Environmental Technologies for Contaminated Solids, Soils and Sediments
1st cohort

Lucian Staicu

Production of colloidal biogenic selenium and removal by different coagulation-flocculation approaches

Selenium (Se) is a chalcogen element with a narrow window between essentiality and toxicity. The toxicity is mainly related to the chemical speciation that Se undergoes under changing redox conditions. Se oxyanions, namely selenite (Se[IV], SeO32-) and selenite (Se[VI], SeO42-), are water-soluble, bioavailable and toxic. In contrast, elemental selenium, Se(0), is solid and less toxic. Nevertheless, Se(0) nanoparticles are potentially harmful as particulate Se(0) has been reported to be bioavailable to filter feeding mollusks (e.g. bivalves) and fish. Furthermore, Se(0) is prone to re-oxidation to toxic SeO32- and SeO42- when discharged into aquatic ecosystems.
Biogenic Se(0) under investigation was produced by the reduction of Na2SeO4 under anaerobic conditions using a mixed bacterial inoculum (anaerobic granular sludge) and through the reduction of Na2SeO3 under aerobic conditions using a pure microbial culture (Pseudomonas moraviensis stanleyae, a novel strain identified and characterized for the first time herein). Both types of Se(0) showed strong colloidal stability within the 2-12 pH range. The colloidal stability is caused by the negatively charged (-15 mV to -30 mV) biopolymer layer covering biogenic Se(0) particles and by their nanometer size. The particle size of Se(0) produced by anaerobic granular sludge ranged between 50 and 300 nm, with an average size of 166 nm. Conversely, the Se(0) particles produced by Pseudomonas moraviensis stanleyae are characterized by a lower diameter (~ 100 nm).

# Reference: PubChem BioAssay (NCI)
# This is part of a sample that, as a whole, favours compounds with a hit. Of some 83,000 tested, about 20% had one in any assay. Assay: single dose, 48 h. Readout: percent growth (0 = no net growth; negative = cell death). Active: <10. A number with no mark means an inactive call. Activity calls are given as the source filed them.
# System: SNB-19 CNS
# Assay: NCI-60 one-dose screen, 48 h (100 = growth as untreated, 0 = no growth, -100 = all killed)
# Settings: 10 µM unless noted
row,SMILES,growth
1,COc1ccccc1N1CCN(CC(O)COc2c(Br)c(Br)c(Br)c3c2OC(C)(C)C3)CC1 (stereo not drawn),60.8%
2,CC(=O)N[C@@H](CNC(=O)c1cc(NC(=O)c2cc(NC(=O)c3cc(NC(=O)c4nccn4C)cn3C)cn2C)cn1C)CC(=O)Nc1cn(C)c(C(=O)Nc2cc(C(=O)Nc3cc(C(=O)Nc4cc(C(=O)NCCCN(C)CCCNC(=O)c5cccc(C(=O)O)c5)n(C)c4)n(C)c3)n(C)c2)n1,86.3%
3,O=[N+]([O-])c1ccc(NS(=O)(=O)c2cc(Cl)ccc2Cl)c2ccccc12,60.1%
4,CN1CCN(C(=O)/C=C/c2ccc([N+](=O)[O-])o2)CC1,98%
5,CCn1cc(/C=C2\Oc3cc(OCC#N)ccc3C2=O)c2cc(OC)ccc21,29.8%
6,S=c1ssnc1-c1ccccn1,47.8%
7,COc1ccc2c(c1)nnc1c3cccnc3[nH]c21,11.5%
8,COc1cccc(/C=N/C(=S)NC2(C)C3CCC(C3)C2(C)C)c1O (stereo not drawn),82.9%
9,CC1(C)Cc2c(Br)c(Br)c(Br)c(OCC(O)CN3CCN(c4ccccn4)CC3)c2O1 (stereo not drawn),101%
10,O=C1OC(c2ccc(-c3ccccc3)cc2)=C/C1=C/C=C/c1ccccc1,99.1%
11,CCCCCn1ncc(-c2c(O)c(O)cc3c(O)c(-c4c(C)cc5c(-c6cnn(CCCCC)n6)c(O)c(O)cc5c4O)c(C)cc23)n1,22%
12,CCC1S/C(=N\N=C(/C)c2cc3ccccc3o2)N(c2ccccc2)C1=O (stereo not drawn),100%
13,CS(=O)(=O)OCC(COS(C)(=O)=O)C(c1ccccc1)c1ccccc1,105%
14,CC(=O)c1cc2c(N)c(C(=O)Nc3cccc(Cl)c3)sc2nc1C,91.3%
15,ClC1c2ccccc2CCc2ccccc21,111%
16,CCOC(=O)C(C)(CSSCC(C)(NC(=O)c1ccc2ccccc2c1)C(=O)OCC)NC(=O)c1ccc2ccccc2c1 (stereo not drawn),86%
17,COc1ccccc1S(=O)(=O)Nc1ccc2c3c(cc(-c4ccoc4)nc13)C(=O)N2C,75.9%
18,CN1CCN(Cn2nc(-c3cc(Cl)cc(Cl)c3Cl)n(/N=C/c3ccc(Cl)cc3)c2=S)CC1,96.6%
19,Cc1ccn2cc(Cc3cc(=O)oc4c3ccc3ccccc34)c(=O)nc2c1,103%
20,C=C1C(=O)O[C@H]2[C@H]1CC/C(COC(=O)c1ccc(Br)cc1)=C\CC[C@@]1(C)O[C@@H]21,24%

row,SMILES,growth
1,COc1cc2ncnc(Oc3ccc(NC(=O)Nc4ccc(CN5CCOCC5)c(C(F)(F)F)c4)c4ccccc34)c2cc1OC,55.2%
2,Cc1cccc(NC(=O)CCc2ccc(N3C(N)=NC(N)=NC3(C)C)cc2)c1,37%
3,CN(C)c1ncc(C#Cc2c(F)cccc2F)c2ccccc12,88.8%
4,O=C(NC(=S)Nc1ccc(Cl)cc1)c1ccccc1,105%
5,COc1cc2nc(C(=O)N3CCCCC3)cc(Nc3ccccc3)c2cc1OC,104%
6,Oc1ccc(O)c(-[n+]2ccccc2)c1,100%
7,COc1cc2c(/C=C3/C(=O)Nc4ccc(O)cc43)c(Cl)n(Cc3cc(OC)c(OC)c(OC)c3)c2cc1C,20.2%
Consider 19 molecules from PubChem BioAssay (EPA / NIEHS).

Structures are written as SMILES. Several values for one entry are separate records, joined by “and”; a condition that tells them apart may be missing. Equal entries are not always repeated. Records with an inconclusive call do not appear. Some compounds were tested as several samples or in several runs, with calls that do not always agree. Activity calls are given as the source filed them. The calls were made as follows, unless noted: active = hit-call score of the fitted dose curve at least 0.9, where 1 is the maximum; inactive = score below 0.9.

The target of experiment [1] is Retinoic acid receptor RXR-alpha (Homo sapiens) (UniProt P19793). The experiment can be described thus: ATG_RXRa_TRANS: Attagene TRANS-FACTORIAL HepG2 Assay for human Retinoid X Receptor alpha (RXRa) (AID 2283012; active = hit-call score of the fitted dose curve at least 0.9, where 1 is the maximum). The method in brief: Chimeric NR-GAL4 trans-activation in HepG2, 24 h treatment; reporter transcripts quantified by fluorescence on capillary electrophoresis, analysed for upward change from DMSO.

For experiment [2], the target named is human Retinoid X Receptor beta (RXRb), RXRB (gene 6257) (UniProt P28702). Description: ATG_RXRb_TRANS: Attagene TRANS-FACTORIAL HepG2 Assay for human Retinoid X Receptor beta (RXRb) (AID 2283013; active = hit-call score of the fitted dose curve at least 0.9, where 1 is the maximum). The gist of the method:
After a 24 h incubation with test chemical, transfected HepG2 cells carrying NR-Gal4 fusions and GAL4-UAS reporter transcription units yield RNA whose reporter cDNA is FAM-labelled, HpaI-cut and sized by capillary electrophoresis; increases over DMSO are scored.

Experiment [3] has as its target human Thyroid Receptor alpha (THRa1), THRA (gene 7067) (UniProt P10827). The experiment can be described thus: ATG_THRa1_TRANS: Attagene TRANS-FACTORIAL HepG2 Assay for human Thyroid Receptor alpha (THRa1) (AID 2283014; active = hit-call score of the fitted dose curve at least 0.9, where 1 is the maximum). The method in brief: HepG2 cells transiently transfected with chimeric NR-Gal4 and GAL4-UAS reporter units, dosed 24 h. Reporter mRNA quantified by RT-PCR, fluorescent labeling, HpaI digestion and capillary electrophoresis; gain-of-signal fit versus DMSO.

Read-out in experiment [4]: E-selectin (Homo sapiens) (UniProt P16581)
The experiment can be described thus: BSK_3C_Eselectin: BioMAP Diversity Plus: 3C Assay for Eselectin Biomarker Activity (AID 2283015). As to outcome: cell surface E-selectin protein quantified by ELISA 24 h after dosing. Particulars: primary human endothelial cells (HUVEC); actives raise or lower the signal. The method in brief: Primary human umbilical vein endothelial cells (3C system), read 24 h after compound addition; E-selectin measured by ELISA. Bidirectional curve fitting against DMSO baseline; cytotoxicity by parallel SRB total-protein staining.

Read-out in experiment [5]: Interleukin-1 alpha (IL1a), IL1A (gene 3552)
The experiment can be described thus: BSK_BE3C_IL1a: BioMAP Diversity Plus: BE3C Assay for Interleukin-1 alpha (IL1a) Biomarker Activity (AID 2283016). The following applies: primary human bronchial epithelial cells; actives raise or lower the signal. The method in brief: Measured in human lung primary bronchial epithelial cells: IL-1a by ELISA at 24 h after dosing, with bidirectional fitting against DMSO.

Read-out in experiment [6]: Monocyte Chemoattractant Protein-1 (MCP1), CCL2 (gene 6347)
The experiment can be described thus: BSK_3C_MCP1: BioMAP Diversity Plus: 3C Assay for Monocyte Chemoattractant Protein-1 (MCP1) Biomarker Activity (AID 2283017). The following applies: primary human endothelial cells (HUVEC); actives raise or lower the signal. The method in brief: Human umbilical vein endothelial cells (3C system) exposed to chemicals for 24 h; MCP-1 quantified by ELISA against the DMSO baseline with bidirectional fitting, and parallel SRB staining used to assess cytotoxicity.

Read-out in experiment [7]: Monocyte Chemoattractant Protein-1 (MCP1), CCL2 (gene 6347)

The solid-liquid separation potential of Se(0) was assessed by centrifugation, filtration, coagulation-flocculation and electrocoagulation. While all approaches can bring about Se(0) removal from suspension with various degrees of success, electrocoagulation using iron sacrificial electrodes showed the highest removal efficiency (97%). Because biogenic Se(0) is harmful to the environment, appropriate measures must be implemented for the solid-liquid separation using an efficient technology.